There is no such thing as inflation
In 1987, UK Prime Minister Margaret Thatcher whipped up a firestorm of criticism from her opponents on the left when she told a magazine reporter that “there is no such thing as society”, only individual men and women, and families.
The interpretation of those comments remains fiercely controversial. From the context it is not certain the prime minister was clear what she was trying to say.
But according to one interpretation the prime minister was encouraging her listeners to look beyond the impersonal aggregate of “society” to the individuals behind it.
The distinction between aggregates and individual components is something the Federal Reserve should bear in mind as officials mull whether to launch a new round of asset purchases to keep inflation from falling further and stimulate the recovery.
Because in some sense there is no such thing as inflation, only a collection of price rises for individual items, some rising faster and some slower.
It is clear price increases do have a structural component. Policymakers and economists distinguish between a general rise in the level of prices (“inflation”) and relative price increases for individual items (Adam Smith’s “invisible hand” guiding the reallocation of scarce resources).
But in an economy characterized by uneven spare capacity, with bottlenecks in some areas and unused capacity in others, excess demand and inflationary pressures may not show up evenly. Even as all prices rise (inflation), price rises are likely to be largest in those parts of the system with the worst bottlenecks, while increases in areas suffering significant under-employment of resources lag behind.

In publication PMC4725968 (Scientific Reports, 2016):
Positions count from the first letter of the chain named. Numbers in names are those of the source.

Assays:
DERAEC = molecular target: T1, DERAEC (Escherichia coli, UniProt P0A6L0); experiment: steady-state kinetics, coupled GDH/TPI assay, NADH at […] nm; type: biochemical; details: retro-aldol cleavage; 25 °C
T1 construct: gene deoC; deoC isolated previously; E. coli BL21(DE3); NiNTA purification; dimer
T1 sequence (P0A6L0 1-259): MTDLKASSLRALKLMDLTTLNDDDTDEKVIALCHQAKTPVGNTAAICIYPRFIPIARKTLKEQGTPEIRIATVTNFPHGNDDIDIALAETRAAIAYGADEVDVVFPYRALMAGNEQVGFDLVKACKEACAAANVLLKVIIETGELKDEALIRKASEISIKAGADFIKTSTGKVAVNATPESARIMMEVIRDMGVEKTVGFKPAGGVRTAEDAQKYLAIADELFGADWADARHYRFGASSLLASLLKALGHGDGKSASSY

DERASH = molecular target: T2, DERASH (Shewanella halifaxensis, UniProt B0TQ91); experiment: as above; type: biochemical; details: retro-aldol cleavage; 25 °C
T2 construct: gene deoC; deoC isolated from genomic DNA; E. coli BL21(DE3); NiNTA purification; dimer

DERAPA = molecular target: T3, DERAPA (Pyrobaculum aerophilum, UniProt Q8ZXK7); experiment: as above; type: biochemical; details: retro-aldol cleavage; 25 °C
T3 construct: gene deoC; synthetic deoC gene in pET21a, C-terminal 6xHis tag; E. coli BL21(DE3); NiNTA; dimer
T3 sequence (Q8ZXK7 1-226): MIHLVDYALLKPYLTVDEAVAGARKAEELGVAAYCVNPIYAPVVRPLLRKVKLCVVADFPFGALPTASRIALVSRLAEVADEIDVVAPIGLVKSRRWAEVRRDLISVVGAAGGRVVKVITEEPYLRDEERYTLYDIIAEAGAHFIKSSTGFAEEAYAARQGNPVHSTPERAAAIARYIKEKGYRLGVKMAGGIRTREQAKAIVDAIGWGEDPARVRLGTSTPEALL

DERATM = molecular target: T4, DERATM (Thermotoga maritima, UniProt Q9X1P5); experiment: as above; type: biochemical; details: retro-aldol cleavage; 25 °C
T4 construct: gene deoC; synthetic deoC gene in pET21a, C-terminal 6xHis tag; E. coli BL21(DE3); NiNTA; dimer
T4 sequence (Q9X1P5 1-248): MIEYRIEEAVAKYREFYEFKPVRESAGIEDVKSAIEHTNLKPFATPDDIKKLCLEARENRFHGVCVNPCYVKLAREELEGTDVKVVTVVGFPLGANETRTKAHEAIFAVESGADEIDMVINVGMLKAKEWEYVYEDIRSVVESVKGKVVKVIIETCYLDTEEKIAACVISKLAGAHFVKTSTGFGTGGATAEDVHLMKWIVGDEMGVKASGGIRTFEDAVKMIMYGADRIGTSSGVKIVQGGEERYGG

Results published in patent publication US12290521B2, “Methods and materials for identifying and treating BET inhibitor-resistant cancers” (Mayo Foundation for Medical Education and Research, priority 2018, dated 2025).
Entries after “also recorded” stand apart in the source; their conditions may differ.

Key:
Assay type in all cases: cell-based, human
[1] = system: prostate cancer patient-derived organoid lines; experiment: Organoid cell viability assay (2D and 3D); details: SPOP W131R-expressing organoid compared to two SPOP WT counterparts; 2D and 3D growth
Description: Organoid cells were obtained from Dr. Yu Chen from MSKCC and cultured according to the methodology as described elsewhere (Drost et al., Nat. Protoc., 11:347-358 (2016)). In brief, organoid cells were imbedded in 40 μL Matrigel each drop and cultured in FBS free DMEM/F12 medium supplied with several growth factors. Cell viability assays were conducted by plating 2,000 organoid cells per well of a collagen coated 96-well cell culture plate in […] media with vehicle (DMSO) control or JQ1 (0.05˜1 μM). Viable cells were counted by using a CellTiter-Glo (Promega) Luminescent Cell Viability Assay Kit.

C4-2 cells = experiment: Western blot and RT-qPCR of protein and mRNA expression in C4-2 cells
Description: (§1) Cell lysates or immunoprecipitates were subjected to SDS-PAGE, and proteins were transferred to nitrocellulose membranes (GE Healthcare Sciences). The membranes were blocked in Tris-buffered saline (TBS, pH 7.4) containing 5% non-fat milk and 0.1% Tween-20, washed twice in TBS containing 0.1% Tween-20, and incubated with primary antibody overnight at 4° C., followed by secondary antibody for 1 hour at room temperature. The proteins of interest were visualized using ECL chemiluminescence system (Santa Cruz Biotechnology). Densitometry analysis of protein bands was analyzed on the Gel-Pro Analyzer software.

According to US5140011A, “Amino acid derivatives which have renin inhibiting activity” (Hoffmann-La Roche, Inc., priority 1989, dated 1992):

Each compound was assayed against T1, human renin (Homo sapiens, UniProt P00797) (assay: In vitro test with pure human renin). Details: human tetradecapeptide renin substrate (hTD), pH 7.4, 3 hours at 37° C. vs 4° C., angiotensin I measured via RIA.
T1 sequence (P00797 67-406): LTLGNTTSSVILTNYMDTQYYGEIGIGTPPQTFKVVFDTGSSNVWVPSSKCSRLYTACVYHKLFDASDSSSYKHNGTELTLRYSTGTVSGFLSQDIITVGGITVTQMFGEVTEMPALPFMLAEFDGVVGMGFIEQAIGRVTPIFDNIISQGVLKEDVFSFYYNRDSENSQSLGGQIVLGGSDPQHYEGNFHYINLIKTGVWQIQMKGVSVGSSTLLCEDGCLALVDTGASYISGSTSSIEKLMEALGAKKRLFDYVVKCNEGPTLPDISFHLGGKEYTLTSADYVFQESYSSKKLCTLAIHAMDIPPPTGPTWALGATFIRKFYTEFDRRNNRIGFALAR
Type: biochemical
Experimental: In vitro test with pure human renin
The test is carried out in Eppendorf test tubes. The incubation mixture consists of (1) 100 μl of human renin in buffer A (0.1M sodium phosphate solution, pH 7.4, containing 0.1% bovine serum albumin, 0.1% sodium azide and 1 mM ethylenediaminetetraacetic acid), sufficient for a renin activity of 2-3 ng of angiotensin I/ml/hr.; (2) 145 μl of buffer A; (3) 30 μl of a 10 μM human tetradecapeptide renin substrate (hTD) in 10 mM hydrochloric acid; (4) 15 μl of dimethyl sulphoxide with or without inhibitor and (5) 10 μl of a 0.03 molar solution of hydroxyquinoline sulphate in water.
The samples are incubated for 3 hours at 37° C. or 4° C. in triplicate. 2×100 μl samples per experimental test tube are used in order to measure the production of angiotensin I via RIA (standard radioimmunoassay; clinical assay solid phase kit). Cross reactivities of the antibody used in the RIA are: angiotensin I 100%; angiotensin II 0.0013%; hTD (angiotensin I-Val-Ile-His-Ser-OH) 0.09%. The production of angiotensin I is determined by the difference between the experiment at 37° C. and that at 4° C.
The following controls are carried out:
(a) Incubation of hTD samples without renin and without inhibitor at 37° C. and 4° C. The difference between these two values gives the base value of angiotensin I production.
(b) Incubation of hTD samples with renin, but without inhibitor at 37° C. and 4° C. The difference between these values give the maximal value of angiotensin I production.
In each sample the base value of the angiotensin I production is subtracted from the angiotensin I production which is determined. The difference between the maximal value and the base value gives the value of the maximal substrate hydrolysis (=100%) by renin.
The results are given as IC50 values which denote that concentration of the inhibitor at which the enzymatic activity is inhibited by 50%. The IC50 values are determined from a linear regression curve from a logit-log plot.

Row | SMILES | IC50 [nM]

The problem for the Fed is that the prices of some items that are in relatively short supply internationally (iron ore, oil, foodstuffs, cotton) are rising quickly while other items where there is a local surplus (U.S. housing, U.S. manufacturing and U.S. wages) are rising more slowly. There is no guarantee adding more liquidity to the economy will close the gap or even affect all prices equally.
By the time the Fed has added enough liquidity to overcome structural problems and stimulate a modest rise in U.S. house prices, manufacturing prices and wages, it will probably have caused a conflagration in oil, metals, grains and other internationally traded commodities. Monetary policy is far too blunt a tool for encouraging the type of targeted and carefully calibrated price increases that Fed officials want.
NOT ONE RATE BUT MANY
Focusing on the “average” rate of price increases is apt to mislead. There is not one single rate of inflation but a whole family of them:
(1) In the United States, policymakers have at different times identified “inflation” with the consumer price index for all urban consumers (CPI-U); the consumer price index excluding food and energy items (core CPI-U); the GDP deflator for personal consumption expenditures (PCE); and the market-based personal expenditures deflator excluding food and energy. The inflation rates given by these measures can and have been utterly different. They don’t even necessarily move in the same direction.
(2) In the United Kingdom, inflation rates given by the retail prices index (RPI) and consumer price index (CPI) have been so different in recent years that the government is shifting indexation of at least some parts of the budget from the (higher) RPI to the (lower) CPI in a bid to cut costs.
(3) In response to popular and media complaints that published inflation rates are not consistent with households’ own experience of rising prices, and generally understate the rate of increase, statisticians across North America and Europe have pointed out that:
(a) Published inflation rates are averages — individual households may have higher or lower personal rates depending on the basket of goods and services they buy.